# Electrodynamics: quaternionic potential?

• the_viewer
In summary: So, the potential (A_{\mu}) can also be written asA_{\mu} = \sum_{i=1}^4 \vec{i} where \vec{i} = (\rho_i, j_i, \vec{A}_i).
the_viewer
Hi!

It's possible to construct a electromagnetic field, such that
$$\vec{F}:=\vec{E} + i\cdot \vec{B}$$.
Now the real part is the electric and the imaginary part is the magnetic field.
Then, for example, the maxwell equations take the form
$$\nabla \cdot \vec{F} = \rho, \qquad \rho \in \mathbb{R}$$
and
$$\nabla\times \vec{F} - i \cdot \frac{\partial}{\partial t} \vec{F} = \vec{j}, \qquad \vec{j} \in \mathbb{R}^3$$
So, it is possible to combine electric and magnetic field into one (complex) Field.

Now my question: Is something similar possible for the electromagnetic potentials $$\Phi$$ and $$\vec{A}$$?
My idea is to combine the scalar and vector potential into one quaternionic potential.
(Each quaternion consists of an scalar part and an vector part, so somehow it seems possible...)
If possible: How do the field equations look like with such an potential?
Or is there a different possibility to "unify" these two potentials?

Thanks,

David

the_viewer said:
Now my question: Is something similar possible for the electromagnetic potentials $$\Phi$$ and $$\vec{A}$$?
My idea is to combine the scalar and vector potential into one quaternionic potential.

Yes.

See

https://www.amazon.com/dp/0817640258/?tag=pfamazon01-20.

Last edited by a moderator:
the_viewer said:
Hi!

Now my question: Is something similar possible for the electromagnetic potentials $$\Phi$$ and $$\vec{A}$$?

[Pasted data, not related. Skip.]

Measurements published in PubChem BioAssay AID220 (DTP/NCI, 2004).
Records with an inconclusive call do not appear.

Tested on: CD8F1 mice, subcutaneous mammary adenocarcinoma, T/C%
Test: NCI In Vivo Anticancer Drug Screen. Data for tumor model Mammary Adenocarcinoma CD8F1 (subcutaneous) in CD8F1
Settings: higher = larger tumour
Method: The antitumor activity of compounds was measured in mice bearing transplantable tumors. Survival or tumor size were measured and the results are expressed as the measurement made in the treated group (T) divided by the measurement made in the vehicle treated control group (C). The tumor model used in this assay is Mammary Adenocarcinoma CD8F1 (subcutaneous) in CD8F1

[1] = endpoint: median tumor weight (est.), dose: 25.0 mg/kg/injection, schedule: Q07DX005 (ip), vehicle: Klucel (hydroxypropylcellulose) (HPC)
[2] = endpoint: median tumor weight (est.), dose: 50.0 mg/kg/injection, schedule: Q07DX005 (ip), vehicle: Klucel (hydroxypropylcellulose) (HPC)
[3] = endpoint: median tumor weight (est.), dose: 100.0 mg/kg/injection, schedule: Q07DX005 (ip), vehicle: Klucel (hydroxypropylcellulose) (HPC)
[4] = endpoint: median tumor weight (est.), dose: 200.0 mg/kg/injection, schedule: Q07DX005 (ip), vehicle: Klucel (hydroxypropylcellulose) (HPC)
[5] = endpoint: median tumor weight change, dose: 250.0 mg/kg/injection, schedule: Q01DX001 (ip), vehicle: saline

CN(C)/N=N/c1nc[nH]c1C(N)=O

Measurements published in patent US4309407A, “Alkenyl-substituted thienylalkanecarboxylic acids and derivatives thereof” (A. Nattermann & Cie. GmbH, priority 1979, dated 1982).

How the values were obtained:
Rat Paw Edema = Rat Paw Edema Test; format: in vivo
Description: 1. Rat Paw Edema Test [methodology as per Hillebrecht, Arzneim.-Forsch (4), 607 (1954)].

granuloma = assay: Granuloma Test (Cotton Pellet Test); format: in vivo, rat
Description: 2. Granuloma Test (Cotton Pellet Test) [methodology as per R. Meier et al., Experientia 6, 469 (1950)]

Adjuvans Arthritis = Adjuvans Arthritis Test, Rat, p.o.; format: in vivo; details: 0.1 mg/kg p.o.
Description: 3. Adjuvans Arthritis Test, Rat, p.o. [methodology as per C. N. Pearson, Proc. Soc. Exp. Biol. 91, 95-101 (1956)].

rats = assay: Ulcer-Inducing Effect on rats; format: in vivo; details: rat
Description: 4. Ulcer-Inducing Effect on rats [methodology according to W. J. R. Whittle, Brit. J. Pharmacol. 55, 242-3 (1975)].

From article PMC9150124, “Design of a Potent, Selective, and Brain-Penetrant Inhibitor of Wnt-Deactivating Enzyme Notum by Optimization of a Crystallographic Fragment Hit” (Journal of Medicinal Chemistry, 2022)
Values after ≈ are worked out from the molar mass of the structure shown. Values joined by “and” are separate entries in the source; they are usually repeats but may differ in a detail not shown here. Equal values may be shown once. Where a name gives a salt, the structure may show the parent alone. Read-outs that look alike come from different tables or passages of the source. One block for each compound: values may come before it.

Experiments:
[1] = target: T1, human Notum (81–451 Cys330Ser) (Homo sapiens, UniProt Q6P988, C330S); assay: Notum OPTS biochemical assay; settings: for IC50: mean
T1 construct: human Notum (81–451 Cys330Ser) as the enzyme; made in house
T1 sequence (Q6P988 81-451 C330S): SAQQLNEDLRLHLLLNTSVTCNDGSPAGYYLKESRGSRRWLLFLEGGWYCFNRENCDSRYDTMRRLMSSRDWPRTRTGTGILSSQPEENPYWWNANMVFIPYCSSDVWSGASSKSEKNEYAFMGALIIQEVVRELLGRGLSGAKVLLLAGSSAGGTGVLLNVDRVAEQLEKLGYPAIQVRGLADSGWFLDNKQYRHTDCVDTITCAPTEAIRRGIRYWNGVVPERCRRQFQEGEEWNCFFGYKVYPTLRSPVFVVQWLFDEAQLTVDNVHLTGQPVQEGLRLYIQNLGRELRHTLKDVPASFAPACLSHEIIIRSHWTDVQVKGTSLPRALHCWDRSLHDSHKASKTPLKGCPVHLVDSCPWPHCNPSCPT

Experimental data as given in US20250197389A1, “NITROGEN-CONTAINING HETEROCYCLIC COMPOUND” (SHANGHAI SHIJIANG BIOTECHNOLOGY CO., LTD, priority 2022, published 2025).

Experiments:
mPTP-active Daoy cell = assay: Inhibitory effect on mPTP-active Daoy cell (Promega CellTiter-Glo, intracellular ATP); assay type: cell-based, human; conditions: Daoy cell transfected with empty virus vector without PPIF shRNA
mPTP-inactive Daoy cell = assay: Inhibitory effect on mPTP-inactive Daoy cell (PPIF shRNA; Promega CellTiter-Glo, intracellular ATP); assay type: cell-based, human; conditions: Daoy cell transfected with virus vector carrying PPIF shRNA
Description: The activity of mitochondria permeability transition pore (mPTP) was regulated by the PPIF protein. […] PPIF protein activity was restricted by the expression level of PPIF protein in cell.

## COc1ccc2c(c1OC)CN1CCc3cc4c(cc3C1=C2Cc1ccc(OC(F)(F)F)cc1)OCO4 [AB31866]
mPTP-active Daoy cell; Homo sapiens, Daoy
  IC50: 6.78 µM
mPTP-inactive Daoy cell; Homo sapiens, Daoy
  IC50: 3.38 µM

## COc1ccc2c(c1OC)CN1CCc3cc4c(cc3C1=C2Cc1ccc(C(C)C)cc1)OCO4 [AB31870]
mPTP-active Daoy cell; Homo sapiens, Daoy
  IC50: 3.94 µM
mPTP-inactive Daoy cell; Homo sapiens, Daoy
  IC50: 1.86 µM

My idea is to combine the scalar and vector potential into one quaternionic potential.
(Each quaternion consists of an scalar part and an vector part, so somehow it seems possible...)
If possible: How do the field equations look like with such an potential?
Or is there a different possibility to "unify" these two potentials?

Thanks,

David

The potentials $\varphi$ and $(A_x, A_y, A_z)$ are actually the components of a single four-vector $A_{\mu} = (\varphi, A_x, A_y, A_z)$. This is called the four-potential. In terms of the four potential, maxwell's equations can be written (with an appropriate choice of gauge) as

$$\partial^2 A_{\mu} = j_{\mu} / \epsilon_{0}$$​

Where $j_{\mu} = (\rho, j_x, j_y, j_z)$ is the four-current.

dx said:
The potentials $\varphi$ and $(A_x, A_y, A_z)$ are actually the components of a single four-vector $A_{\mu} = (\varphi, A_x, A_y, A_z)$.

And, in the system of complex quaternions, 4-vectors are expressed as (direct) sums of scalars plus 3-vectors.

## 1. What is electrodynamics?

Electrodynamics is a branch of physics that studies the behavior and interactions of electric and magnetic fields. It is a fundamental theory that explains the phenomenons of electricity and magnetism, and their relationship to each other.

## 2. What is a quaternionic potential?

A quaternionic potential is a mathematical concept used in electrodynamics to describe the potential energy of a system. It is a four-dimensional vector quantity that combines electric and magnetic potentials in a single mathematical framework.

## 3. How does electrodynamics differ from classical electromagnetism?

Electrodynamics is an extension of classical electromagnetism, which only considers the behavior of static electric and magnetic fields. Electrodynamics also takes into account the effects of moving charges and changing magnetic fields, which are described by Maxwell's equations.

## 4. What are some practical applications of electrodynamics?

Electrodynamics has numerous practical applications in modern technology, including electricity generation, telecommunications, and electronic devices. It also plays a crucial role in understanding and developing technologies such as lasers, superconductors, and magnetic resonance imaging (MRI).

## 5. How has the concept of quaternionic potential impacted the study of electrodynamics?

The introduction of quaternionic potential has provided a more elegant and unified framework for understanding the behavior of electric and magnetic fields. It has also allowed for more complex and accurate calculations, leading to advancements in the field of electrodynamics and its practical applications.

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